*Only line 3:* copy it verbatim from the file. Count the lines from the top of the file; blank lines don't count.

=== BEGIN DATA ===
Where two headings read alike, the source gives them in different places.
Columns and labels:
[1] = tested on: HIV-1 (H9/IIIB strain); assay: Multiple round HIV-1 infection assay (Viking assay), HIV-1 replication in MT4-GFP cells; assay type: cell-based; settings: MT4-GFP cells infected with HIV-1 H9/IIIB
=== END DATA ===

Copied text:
[1] = tested on: HIV-1 (H9/IIIB strain); assay: Multiple round HIV-1 infection assay (Viking assay), HIV-1 replication in MT4-GFP cells; assay type: cell-based; settings: MT4-GFP cells infected with HIV-1 H9/IIIB